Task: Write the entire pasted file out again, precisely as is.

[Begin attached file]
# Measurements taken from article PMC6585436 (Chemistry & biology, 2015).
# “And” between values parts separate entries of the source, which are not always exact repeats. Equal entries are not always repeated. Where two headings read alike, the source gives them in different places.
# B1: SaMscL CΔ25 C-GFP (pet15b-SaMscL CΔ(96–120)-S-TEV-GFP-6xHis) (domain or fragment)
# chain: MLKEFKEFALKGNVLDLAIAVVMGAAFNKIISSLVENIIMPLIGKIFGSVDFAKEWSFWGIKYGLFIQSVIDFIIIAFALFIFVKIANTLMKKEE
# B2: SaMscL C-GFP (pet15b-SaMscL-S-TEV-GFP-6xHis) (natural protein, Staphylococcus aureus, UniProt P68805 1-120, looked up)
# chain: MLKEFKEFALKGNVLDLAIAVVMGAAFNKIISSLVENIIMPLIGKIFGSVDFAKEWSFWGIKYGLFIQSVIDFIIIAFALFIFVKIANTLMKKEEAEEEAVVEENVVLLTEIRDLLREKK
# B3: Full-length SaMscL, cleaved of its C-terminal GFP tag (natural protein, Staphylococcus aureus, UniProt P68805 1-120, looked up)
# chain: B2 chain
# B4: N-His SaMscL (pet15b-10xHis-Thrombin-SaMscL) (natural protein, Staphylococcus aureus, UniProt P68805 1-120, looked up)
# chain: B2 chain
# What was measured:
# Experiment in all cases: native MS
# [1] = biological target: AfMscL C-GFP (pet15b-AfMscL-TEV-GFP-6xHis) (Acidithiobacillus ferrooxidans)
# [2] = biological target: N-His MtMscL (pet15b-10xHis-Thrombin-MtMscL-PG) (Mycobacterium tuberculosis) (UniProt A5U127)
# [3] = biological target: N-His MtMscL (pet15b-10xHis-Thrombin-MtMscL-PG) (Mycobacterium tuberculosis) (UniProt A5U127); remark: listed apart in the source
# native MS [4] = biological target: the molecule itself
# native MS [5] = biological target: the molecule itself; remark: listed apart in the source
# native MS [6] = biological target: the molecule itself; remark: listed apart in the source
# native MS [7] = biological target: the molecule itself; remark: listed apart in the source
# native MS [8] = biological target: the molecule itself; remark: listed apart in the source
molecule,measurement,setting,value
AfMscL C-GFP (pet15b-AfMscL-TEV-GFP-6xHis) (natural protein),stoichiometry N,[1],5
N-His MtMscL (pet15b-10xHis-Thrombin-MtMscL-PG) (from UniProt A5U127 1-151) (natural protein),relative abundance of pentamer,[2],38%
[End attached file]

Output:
# Measurements taken from article PMC6585436 (Chemistry & biology, 2015).
# “And” between values parts separate entries of the source, which are not always exact repeats. Equal entries are not always repeated. Where two headings read alike, the source gives them in different places.
# B1: SaMscL CΔ25 C-GFP (pet15b-SaMscL CΔ(96–120)-S-TEV-GFP-6xHis) (domain or fragment)
# chain: MLKEFKEFALKGNVLDLAIAVVMGAAFNKIISSLVENIIMPLIGKIFGSVDFAKEWSFWGIKYGLFIQSVIDFIIIAFALFIFVKIANTLMKKEE
# B2: SaMscL C-GFP (pet15b-SaMscL-S-TEV-GFP-6xHis) (natural protein, Staphylococcus aureus, UniProt P68805 1-120, looked up)
# chain: MLKEFKEFALKGNVLDLAIAVVMGAAFNKIISSLVENIIMPLIGKIFGSVDFAKEWSFWGIKYGLFIQSVIDFIIIAFALFIFVKIANTLMKKEEAEEEAVVEENVVLLTEIRDLLREKK
# B3: Full-length SaMscL, cleaved of its C-terminal GFP tag (natural protein, Staphylococcus aureus, UniProt P68805 1-120, looked up)
# chain: B2 chain
# B4: N-His SaMscL (pet15b-10xHis-Thrombin-SaMscL) (natural protein, Staphylococcus aureus, UniProt P68805 1-120, looked up)
# chain: B2 chain
# What was measured:
# Experiment in all cases: native MS
# [1] = biological target: AfMscL C-GFP (pet15b-AfMscL-TEV-GFP-6xHis) (Acidithiobacillus ferrooxidans)
# [2] = biological target: N-His MtMscL (pet15b-10xHis-Thrombin-MtMscL-PG) (Mycobacterium tuberculosis) (UniProt A5U127)
# [3] = biological target: N-His MtMscL (pet15b-10xHis-Thrombin-MtMscL-PG) (Mycobacterium tuberculosis) (UniProt A5U127); remark: listed apart in the source
# native MS [4] = biological target: the molecule itself
# native MS [5] = biological target: the molecule itself; remark: listed apart in the source
# native MS [6] = biological target: the molecule itself; remark: listed apart in the source
# native MS [7] = biological target: the molecule itself; remark: listed apart in the source
# native MS [8] = biological target: the molecule itself; remark: listed apart in the source
molecule,measurement,setting,value
AfMscL C-GFP (pet15b-AfMscL-TEV-GFP-6xHis) (natural protein),stoichiometry N,[1],5
N-His MtMscL (pet15b-10xHis-Thrombin-MtMscL-PG) (from UniProt A5U127 1-151) (natural protein),relative abundance of pentamer,[2],38%